Suspension and Handling

The Accord offers an available driver-adjustable suspension system. It allows the driver to choose between an extra-supple ride, reducing fatigue on long trips, or a sport setting, which allows maximum control for tricky roads. The Mazda 6’s suspension doesn’t offer adjustable shock absorbers.

The Accord’s drift compensation steering can automatically compensate for road conditions which would cause the vehicle to drift from side to side, helping the driver to keep the vehicle straight more easily. The Mazda 6 doesn’t offer drift compensation steering.

For better handling and stability, the average track (width between the wheels) on the Accord is .2 inches wider in the front and 1 inch wider in the rear than the average track on the Mazda 6.

The Accord Sport handles at .90 G’s, while the Mazda 6 Signature pulls only .81 G’s of cornering force in a Car and Driver skidpad test.

The Accord Sport executes Motor Trend’s “Figure Eight” maneuver 1.2 seconds quicker than the Mazda 6 Touring (26.4 seconds @ .67 average G’s vs. 27.6 seconds @ .62 average G’s).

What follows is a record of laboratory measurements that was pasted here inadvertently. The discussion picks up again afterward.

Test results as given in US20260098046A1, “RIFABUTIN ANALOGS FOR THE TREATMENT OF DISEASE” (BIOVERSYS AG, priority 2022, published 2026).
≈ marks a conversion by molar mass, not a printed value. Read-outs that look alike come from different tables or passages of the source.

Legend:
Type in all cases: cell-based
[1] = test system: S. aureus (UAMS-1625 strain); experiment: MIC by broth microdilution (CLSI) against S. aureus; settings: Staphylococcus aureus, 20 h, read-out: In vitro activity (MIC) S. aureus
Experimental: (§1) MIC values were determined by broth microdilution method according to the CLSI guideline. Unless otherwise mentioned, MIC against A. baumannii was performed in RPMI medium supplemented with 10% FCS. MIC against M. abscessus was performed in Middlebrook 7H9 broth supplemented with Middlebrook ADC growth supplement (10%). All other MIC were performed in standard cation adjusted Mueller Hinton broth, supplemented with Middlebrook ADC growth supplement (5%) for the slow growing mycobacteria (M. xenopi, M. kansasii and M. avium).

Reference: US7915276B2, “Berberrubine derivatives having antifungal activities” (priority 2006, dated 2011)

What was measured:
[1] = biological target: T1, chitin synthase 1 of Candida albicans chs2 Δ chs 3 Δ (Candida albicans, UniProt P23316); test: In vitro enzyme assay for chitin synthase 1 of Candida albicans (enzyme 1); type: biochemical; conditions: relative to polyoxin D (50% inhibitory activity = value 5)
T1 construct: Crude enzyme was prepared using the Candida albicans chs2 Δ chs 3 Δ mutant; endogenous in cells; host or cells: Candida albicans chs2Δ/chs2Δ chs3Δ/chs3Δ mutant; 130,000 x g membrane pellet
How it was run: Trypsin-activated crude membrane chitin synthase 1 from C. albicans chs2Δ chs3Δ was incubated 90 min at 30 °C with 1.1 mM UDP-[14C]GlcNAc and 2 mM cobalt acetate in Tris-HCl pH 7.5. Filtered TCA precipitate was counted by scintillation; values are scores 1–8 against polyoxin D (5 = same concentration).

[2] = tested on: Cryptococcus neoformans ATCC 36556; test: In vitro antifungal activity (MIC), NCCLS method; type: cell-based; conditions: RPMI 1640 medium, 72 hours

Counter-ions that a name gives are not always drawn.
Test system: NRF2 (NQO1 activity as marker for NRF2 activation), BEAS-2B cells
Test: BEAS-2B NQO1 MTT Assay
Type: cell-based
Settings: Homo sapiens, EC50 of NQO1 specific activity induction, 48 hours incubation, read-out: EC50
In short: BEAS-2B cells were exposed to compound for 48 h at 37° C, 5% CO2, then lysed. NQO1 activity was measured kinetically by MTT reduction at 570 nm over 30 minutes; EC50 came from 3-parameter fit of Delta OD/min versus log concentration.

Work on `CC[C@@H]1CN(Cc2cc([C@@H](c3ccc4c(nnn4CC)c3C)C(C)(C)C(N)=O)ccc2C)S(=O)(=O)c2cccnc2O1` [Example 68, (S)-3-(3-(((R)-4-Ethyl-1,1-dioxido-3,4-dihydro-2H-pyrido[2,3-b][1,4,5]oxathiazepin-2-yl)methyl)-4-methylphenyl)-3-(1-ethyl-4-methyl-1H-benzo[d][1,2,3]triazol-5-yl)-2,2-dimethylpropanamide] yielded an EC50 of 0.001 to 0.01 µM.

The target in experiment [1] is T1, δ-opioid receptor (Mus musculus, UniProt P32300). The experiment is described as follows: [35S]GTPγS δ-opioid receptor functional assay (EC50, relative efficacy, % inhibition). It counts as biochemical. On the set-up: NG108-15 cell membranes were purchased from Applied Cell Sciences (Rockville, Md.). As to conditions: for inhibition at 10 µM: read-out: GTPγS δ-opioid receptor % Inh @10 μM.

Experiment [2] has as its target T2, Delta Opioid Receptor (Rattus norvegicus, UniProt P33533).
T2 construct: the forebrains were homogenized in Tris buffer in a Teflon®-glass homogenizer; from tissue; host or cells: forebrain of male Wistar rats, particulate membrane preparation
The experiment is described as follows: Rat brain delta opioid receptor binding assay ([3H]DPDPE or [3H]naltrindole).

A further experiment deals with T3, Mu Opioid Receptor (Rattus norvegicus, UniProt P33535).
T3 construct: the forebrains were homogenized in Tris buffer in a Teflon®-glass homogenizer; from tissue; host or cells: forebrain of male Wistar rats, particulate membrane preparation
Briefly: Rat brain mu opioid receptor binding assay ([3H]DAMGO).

The front grille of the Accord EX 1.5T/EX-L 1.5T uses electronically controlled shutters to close off airflow and reduce drag when less engine cooling is needed. This helps improve highway fuel economy. The Mazda 6 doesn’t offer active grille shutters.

As tested by Car and Driver, the interior of the Accord Touring is quieter than the Mazda 6 Grand Touring:




At idle

40 dB

42 dB


77 dB

80 dB

70 MPH Cruising

69 dB

69 dB

Passenger Space

Because it has more passenger and cargo room, the EPA rates the Accord a Large car, while the Mazda 6 is rated a Mid-size.

The Accord has 5.9 cubic feet more passenger volume than the Mazda 6 (105.6 vs. 99.7).